TARPON SPRINGS — It’s been more than a decade since Walmart abandoned its plan to build a Supercenter on 74 acres along the Anclote River, one of the most contentious developments ever proposed in the city.
Since then, the Friends of the Anclote River group couldn’t convince city officials to buy and preserve the property, which includes 22 acres of wetlands, two bald eagle nests, state threatened gopher tortoises and live oak habitat on the east side of U.S. 19.
Now, Houston-based Morgan Group is under contract to buy the land from Walmart to build a five-building, 404-unit luxury apartment complex. The application has brought flashbacks to community ire and lawsuits that followed the 12-hour city commission meeting in 2005 when the Walmart project was approved.
Cyndi Tarapani, stepmother of City Commissioner Townsend Tarapani, was one of dozens of residents who publicly opposed the commission’s approval of the Walmart 15 years ago. But when the City Commission votes Tuesday on Morgan Group’s preliminary plan, she will be pushing the project as a planner on the development team.
And members of Friends of the Anclote are predicting another legal fight.
“I expect we’ll sue again,” said Chris Hrabovsky, a resident who led two lawsuits that failed in court but succeeded in delaying Walmart’s construction until it dropped its plan and put the property up for sale. “They know we can stop it, they know it should be a park.”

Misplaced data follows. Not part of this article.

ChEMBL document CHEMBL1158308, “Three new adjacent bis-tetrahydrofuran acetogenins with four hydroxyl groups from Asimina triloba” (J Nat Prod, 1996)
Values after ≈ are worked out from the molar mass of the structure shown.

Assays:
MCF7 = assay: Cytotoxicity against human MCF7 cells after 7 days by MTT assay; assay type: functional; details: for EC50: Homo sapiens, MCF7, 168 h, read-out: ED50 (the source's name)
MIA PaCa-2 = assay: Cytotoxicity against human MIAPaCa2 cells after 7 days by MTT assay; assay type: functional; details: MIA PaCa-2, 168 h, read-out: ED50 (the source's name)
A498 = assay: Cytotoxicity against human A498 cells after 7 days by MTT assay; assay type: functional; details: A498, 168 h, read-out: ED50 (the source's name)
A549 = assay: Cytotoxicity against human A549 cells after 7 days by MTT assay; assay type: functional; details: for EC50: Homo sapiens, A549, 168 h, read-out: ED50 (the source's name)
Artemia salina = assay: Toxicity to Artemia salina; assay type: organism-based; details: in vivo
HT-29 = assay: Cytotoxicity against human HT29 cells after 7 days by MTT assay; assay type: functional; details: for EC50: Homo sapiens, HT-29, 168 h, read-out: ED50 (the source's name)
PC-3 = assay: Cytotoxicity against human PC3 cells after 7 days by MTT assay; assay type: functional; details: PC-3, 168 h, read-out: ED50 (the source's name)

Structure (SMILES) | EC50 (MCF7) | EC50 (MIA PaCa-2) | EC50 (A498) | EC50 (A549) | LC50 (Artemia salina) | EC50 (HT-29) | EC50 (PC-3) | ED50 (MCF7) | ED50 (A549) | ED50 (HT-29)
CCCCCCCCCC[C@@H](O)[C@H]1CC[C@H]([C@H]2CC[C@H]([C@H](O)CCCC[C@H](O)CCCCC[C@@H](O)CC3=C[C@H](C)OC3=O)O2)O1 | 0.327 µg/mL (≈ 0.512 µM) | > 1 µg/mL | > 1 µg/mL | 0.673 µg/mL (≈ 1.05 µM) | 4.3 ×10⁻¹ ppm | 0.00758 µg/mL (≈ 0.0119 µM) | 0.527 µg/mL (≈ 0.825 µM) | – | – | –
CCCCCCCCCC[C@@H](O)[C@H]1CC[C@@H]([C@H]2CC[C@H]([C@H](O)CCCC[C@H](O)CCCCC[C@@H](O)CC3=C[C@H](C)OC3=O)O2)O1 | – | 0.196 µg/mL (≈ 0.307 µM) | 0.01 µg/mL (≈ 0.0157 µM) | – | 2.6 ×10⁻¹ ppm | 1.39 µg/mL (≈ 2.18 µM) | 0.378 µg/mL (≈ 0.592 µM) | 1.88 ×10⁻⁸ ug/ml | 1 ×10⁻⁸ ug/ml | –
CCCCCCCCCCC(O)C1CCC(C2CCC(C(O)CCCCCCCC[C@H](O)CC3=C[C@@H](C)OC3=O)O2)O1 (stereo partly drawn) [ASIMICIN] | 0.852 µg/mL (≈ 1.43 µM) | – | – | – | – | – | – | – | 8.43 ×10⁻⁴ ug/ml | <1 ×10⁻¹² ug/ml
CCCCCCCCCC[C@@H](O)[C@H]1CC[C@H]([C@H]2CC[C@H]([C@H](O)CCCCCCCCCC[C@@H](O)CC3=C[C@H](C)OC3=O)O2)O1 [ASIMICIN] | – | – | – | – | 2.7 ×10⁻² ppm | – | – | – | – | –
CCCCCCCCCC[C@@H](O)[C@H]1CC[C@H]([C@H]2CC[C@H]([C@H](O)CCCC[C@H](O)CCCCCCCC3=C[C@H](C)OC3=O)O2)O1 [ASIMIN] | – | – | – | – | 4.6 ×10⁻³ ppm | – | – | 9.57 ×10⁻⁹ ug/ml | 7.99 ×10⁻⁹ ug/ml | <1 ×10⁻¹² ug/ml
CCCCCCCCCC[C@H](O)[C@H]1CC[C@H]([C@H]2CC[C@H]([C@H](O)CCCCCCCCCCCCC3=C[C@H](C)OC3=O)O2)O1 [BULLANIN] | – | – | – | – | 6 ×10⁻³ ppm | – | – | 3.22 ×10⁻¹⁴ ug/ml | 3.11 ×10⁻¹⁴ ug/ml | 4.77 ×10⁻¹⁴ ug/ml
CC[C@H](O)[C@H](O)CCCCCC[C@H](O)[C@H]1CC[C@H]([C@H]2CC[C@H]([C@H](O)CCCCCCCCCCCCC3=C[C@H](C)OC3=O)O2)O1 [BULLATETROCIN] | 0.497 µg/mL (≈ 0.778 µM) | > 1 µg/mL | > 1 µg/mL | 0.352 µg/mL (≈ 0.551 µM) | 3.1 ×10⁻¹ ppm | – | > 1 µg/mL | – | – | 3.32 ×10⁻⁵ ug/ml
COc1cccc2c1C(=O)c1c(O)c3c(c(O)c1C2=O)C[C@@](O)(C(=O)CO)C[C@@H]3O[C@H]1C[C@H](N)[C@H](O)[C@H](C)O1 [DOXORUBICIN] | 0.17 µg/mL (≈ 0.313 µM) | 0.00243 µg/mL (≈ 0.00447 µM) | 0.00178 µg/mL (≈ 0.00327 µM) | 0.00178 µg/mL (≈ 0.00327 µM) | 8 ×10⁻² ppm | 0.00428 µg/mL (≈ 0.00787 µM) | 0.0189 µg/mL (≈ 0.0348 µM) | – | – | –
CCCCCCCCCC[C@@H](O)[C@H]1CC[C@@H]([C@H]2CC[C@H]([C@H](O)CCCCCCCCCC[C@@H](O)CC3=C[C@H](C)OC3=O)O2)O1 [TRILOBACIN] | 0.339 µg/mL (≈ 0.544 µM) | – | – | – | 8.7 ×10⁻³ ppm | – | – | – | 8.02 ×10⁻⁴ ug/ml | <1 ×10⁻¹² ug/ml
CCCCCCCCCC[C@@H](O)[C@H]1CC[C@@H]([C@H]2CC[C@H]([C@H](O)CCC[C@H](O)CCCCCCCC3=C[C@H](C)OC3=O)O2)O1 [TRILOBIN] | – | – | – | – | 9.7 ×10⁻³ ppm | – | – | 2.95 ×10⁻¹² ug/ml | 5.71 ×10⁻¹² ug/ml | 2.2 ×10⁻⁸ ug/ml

If the City Commission on Tuesday approves the second reading of Morgan Group’s preliminary plan, the developer will have a year to bring a final development plan back to the city for a vote.
The commission approved the first reading of the preliminary plan last week 4-0, with commissioner Townsend Tarapani recusing himself due to his stepmother working for the developer.
A real estate broker, Townsend Tarapani did not respond to a phone call or text message asking whether he had any personal involvement in the project.
The project requires a zoning change from general business to residential planned development. The current land use designation of commercial would allow for uses ranging from a big box store to residences, meaning no change is required on the future land use map for apartments.
“Of all the allowable uses on this property, this is on the extreme low end of intensity,” said attorney Ed Armstrong, who is representing Morgan Group. “That somehow has gotten lost in the discussion.”
Cyndi Tarapani said she opposed the Walmart in 2005, because retail with a gas station and a parking lot 25 feet from the river was an inappropriate use. This apartment complex, she said, is less intense and designed with environment considerations.
Of the site’s 64 acres that are not submerged, 29 acres would be developed. Of the 22 acres of wetlands, 0.9 acres would be developed.
Morgan Group is requesting a waiver to build 8 feet higher than the 45-foot limit, to cluster units and not have to add an additional building, according to Tarpon Springs Planning Director Renea Vincent.
Vincent said if the project is approved, the remaining wetlands would be put into preservation, and undeveloped uplands would be put into recreation open space.